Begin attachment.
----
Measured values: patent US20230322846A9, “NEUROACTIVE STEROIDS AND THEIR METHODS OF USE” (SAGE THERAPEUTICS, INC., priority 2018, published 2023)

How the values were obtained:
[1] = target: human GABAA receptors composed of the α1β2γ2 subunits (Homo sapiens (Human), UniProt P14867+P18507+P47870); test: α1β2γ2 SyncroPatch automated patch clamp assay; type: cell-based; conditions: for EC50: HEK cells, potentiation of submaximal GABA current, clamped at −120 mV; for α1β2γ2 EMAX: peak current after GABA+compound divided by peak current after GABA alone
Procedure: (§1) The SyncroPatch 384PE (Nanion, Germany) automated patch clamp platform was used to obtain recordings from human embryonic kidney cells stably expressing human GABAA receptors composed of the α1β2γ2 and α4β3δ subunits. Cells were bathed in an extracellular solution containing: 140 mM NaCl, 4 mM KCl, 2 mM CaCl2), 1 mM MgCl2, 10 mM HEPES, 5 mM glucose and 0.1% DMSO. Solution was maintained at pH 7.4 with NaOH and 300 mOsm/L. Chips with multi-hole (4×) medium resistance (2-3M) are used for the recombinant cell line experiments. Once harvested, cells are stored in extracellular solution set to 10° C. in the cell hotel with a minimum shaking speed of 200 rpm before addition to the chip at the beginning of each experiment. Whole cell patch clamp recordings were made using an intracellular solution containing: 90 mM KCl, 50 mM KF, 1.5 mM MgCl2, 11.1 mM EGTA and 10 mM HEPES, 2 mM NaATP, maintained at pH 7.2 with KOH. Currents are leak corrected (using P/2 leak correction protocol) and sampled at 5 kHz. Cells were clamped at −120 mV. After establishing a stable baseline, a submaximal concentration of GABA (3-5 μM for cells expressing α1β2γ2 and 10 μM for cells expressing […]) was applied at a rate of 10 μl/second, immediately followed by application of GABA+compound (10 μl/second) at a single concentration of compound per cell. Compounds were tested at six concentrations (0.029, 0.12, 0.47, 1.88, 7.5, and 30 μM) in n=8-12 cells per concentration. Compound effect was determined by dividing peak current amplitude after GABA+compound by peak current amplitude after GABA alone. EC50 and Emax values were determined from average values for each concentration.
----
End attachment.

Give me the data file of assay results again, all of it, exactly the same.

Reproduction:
Measured values: patent US20230322846A9, “NEUROACTIVE STEROIDS AND THEIR METHODS OF USE” (SAGE THERAPEUTICS, INC., priority 2018, published 2023)

How the values were obtained:
[1] = target: human GABAA receptors composed of the α1β2γ2 subunits (Homo sapiens (Human), UniProt P14867+P18507+P47870); test: α1β2γ2 SyncroPatch automated patch clamp assay; type: cell-based; conditions: for EC50: HEK cells, potentiation of submaximal GABA current, clamped at −120 mV; for α1β2γ2 EMAX: peak current after GABA+compound divided by peak current after GABA alone
Procedure: (§1) The SyncroPatch 384PE (Nanion, Germany) automated patch clamp platform was used to obtain recordings from human embryonic kidney cells stably expressing human GABAA receptors composed of the α1β2γ2 and α4β3δ subunits. Cells were bathed in an extracellular solution containing: 140 mM NaCl, 4 mM KCl, 2 mM CaCl2), 1 mM MgCl2, 10 mM HEPES, 5 mM glucose and 0.1% DMSO. Solution was maintained at pH 7.4 with NaOH and 300 mOsm/L. Chips with multi-hole (4×) medium resistance (2-3M) are used for the recombinant cell line experiments. Once harvested, cells are stored in extracellular solution set to 10° C. in the cell hotel with a minimum shaking speed of 200 rpm before addition to the chip at the beginning of each experiment. Whole cell patch clamp recordings were made using an intracellular solution containing: 90 mM KCl, 50 mM KF, 1.5 mM MgCl2, 11.1 mM EGTA and 10 mM HEPES, 2 mM NaATP, maintained at pH 7.2 with KOH. Currents are leak corrected (using P/2 leak correction protocol) and sampled at 5 kHz. Cells were clamped at −120 mV. After establishing a stable baseline, a submaximal concentration of GABA (3-5 μM for cells expressing α1β2γ2 and 10 μM for cells expressing […]) was applied at a rate of 10 μl/second, immediately followed by application of GABA+compound (10 μl/second) at a single concentration of compound per cell. Compounds were tested at six concentrations (0.029, 0.12, 0.47, 1.88, 7.5, and 30 μM) in n=8-12 cells per concentration. Compound effect was determined by dividing peak current amplitude after GABA+compound by peak current amplitude after GABA alone. EC50 and Emax values were determined from average values for each concentration.